CROOK ALERT! Corporate Leeches Contribute to High Health Care Costs

Doctor William McGuire--One of the Greediest Corporate Hogs

6-29-09 NY Times Editorial

Editorial

Insurance Company Schemes

Published: June 28, 2009

Congressional committees heard a lot this month about the devious schemes used by health insurance companies to drop or shortchange sick patients. It was a damning portrait — and one Americans know from painful personal experience — of an industry that all too often puts profits ahead of patients.

As health care reform moves forward, Congress must impose tighter regulation of companies that clearly are not doing enough to regulate themselves. Creating a public plan could also help restrain the worst practices, by providing competition and an alternative.

A House oversight subcommittee took a close look at a particularly shameful practice known as “rescission,” in which insurance companies cancel coverage for some sick policyholders rather than pay an expensive claim. The companies contend that rescissions are rare. But Congressional investigators found that three big insurers canceled about 20,000 individual policies over a five-year period — allowing them to avoid paying more than $300 million in medical claims.

The companies typically argue that the policyholders withheld information about pre-existing conditions that would have disqualified them from coverage. But the subcommittee unearthed cases where the pre-existing conditions were trivial, or unrelated to the claim, or not known to the patient. When executives for the three companies were asked if they would be willing to limit rescissions to cases where the policyholder deliberately lied on an application form, all said they would not. This tactic will not be ended voluntarily.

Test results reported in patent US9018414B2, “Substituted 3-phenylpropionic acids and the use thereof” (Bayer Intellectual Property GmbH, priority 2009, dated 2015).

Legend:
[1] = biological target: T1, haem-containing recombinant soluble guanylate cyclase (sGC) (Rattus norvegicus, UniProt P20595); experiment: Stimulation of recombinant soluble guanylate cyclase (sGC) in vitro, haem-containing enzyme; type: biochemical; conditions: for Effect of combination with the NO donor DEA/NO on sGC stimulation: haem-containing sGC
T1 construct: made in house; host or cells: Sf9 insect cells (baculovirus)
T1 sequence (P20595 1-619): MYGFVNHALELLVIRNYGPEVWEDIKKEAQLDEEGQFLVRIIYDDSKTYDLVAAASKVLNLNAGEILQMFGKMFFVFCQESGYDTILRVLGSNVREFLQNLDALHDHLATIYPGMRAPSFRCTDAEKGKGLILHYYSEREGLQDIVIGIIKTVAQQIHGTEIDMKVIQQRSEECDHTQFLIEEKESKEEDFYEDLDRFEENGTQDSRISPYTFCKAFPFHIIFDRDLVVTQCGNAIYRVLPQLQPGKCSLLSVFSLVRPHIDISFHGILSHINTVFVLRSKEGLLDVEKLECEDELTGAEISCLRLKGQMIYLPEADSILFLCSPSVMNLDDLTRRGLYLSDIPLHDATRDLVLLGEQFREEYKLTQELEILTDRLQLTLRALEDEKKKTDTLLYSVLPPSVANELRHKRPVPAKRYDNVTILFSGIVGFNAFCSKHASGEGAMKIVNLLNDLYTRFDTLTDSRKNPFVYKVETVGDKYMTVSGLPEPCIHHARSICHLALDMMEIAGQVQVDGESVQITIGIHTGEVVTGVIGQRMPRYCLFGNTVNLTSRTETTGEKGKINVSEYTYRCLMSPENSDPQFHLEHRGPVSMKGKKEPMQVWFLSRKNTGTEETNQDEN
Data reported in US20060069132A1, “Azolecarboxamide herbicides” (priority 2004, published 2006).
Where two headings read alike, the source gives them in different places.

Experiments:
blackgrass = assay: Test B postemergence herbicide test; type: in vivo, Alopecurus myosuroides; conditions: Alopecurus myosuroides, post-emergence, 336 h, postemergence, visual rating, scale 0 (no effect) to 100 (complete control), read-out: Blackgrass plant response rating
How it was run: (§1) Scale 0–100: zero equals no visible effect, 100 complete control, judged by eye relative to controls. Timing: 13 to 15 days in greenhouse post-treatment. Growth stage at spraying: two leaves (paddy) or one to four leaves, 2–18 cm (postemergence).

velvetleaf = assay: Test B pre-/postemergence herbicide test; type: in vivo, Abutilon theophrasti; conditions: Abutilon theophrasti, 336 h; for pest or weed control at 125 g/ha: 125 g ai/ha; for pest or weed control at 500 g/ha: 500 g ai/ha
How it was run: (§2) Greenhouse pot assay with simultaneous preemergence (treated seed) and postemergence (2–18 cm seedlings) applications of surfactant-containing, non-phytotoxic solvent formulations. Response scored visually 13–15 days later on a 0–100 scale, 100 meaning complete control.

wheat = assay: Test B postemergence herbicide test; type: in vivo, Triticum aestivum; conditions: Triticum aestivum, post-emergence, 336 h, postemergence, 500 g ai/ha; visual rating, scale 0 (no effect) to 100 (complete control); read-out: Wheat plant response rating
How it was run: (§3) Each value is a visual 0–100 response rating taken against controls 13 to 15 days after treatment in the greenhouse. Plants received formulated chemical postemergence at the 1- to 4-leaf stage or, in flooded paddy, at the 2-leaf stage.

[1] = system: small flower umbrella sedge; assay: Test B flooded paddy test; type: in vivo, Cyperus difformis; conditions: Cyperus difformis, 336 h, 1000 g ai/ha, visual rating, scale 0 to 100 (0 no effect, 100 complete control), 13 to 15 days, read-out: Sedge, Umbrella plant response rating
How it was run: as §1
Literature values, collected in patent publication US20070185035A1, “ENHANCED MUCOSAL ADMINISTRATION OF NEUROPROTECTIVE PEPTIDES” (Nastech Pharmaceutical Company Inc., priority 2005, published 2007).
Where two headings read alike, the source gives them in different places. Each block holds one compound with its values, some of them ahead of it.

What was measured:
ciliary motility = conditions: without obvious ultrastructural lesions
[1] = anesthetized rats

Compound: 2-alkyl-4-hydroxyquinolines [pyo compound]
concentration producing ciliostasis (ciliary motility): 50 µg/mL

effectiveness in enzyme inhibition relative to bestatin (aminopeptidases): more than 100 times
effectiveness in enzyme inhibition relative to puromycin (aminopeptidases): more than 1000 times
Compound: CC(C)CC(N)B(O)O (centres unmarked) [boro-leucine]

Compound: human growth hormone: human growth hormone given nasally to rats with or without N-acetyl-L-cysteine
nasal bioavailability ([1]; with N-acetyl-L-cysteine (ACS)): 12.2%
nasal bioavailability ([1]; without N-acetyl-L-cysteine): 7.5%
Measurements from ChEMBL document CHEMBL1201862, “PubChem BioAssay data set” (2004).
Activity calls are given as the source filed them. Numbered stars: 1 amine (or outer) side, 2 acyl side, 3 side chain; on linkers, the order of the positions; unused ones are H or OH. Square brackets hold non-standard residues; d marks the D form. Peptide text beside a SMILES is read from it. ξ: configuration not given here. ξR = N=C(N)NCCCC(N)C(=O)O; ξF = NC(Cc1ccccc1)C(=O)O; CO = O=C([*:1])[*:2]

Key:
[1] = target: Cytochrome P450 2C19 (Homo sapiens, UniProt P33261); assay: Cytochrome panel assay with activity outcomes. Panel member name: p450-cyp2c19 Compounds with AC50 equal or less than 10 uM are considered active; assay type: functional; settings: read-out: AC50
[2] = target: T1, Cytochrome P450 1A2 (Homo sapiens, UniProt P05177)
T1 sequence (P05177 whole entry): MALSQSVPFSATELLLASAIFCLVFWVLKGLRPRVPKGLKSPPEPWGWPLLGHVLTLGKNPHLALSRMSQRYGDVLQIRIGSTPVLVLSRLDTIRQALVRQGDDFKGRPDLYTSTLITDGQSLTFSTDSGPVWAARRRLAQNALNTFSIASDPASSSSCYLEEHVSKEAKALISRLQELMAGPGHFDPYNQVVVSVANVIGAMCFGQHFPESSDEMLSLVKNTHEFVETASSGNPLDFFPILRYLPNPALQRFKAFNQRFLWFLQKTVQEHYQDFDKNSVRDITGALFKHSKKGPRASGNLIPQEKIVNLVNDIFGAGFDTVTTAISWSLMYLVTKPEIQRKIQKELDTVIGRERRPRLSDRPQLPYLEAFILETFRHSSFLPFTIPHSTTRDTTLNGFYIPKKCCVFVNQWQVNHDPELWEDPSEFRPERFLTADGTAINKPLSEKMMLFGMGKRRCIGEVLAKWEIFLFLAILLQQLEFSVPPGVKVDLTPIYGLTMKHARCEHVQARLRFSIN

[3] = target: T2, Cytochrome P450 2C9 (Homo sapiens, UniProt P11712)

Meanwhile, the Senate Commerce Committee was getting an earful from a former head of corporate communications for Cigna, a big health insurer. He charged that the industry deliberately confuses its customers by making it hard to obtain information about its practices and issuing incomprehensible documents.

He also charged that the companies “dump the sick,” through rescissions and by purging small businesses whose employees’ claims exceed what underwriters expected. They are often hit with huge rate increases intended to force them to drop coverage.

The Commerce Committee also released a staff report elaborating on how insurance companies operating in every region of the country have used statistically manipulated databases to reduce their payments for services provided by doctors outside their networks. Patients must then pay the often considerable difference.

Any legislation to reform the health care system, and extend coverage to millions of uninsured Americans, must stop these practices.